The story of Mary Dolo
“I was scared to learn about the 26 effects of Female Genital Mutilation (FGM). I made up my mind to consider formal education than to be mutilated”, said Mary Dolo.
Female genital mutilation is a traditional harmful practice that affects women and girls. It is also known as female circumcision, excision or genital cutting. It comprises all procedures that involve partial or total removal of the external female genitalia or other injuries to the genital organs for non-medical reasons, mostly carried out between infancy and age 15. The procedure has no health benefits for girls and women. Because it is usually performed without permission and often against will, it violates girls’ right to make imperative decisions about their sexual and reproductive health.
Mary talked to her mother about her worries when it was time for the girls in Gbarmu town to attend the traditional school. She decided to give up the Sande Bush School and participate in formal education for a better future.
Mary became aware of the harmful effects of FGM and early/forced marriage through an SRHR community awareness campaign organized by the Gbarmu Community Based Organization (One of the CBOs under the JEC project). She was inspired to join the organization to gain more knowledge and help educate other young girls about these issues.
The Ministry of Internal Affairs and Traditional Council in Liberia issued a ban on the Sande Bush School in March 2021 for three years, until March 2024. Unfortunately, it has been observed that some communities, like Gbarmu, are continuing to run the school illegally.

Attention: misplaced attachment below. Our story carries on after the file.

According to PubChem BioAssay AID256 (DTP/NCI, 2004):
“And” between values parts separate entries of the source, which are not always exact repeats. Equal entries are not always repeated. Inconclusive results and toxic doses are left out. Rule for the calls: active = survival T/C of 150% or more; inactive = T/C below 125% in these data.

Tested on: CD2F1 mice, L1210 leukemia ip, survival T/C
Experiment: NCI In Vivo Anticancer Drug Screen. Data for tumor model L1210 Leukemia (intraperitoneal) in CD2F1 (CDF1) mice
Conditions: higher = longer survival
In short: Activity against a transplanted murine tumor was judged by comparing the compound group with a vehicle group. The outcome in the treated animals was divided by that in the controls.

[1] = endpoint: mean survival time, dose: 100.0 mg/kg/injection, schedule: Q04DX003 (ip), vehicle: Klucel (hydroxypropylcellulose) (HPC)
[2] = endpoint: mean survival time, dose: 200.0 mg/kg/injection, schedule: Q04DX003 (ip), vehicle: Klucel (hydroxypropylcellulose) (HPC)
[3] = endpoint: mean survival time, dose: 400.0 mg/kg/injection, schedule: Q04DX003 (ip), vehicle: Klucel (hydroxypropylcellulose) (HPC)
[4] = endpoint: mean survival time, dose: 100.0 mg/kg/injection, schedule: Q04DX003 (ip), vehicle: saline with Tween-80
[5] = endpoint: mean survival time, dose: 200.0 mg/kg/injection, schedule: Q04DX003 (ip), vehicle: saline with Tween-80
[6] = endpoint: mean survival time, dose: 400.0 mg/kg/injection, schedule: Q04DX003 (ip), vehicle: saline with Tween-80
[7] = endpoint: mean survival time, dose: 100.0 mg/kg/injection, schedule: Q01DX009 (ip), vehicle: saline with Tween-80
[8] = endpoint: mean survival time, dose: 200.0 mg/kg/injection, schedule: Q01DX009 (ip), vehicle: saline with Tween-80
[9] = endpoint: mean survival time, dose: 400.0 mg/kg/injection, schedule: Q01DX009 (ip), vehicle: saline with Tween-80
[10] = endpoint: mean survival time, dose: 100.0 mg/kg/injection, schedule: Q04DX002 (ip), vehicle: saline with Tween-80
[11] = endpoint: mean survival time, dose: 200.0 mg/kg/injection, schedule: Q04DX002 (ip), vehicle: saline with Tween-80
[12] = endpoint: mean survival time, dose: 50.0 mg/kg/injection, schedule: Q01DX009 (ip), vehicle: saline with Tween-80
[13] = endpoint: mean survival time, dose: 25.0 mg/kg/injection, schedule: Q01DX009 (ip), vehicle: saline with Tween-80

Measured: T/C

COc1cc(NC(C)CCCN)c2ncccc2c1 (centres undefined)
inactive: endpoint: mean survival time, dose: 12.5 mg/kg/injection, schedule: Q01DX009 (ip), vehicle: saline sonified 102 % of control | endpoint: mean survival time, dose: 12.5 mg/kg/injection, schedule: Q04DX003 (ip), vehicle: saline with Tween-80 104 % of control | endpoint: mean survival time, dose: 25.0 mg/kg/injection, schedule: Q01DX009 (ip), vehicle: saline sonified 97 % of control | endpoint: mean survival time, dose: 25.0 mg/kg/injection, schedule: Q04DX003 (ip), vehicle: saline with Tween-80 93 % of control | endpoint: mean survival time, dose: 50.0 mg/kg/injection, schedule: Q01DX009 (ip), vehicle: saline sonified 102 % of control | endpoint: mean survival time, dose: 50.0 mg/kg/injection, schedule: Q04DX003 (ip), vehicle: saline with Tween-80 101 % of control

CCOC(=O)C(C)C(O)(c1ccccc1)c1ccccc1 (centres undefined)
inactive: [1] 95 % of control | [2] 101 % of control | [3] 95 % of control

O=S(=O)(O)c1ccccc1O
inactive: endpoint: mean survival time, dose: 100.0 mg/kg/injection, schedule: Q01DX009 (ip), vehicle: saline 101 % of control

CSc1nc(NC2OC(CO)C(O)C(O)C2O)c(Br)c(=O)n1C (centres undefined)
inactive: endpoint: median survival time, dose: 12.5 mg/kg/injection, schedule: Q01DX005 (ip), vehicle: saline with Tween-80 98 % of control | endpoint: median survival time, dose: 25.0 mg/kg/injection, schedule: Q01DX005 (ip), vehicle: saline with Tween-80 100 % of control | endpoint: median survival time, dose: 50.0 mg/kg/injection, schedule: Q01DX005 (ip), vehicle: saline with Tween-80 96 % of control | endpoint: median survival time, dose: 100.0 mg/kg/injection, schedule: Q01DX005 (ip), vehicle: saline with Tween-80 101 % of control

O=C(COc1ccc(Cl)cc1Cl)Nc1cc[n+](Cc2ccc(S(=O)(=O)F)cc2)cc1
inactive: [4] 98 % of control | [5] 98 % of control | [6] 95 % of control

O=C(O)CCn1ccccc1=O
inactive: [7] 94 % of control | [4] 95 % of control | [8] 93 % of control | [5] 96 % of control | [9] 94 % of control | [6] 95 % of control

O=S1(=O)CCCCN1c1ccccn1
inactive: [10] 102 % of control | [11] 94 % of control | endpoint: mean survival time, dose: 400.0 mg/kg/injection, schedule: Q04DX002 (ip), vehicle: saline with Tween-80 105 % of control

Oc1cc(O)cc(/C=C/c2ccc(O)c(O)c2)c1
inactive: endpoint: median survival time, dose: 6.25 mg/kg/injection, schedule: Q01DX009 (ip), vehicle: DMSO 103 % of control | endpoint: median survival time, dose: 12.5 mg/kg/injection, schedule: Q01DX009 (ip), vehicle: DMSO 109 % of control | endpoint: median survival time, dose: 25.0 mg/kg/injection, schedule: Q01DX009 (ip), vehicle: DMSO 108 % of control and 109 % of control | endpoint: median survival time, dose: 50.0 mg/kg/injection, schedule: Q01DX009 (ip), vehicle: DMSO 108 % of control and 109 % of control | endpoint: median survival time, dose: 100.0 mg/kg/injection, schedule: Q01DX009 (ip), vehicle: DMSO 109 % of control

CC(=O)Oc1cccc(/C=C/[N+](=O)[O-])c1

In 2022 Gbarmu community opened the bush school, and more girls children had to enroll. Mary told her mother that she was not interested. Her mother forced her to agree and even beat her but all was in vain. Mary sought refuge in a neighboring community and reported this to the CBO for further intervention.
After receiving education from the CBO about the three-year ban on Sande Bush School operations, Mary's mother had to abide by her daughter's decision. Mary was reunited with her parents through the intervention of the CBO. She is now in ninth grade at Gbarmu Junior Elementary School and living happily with her mother. She aspires to become a nurse and plans to graduate from university.
ActionAid Liberia supports and empowers Community-Based Organizations (CBOs) like Gbarmu CBO in Bong County within the JEC project communities. Our goal is to help these organizations become agents of change, advocating for eliminating Harmful Traditional Practices (HTPs) through capacity building and training.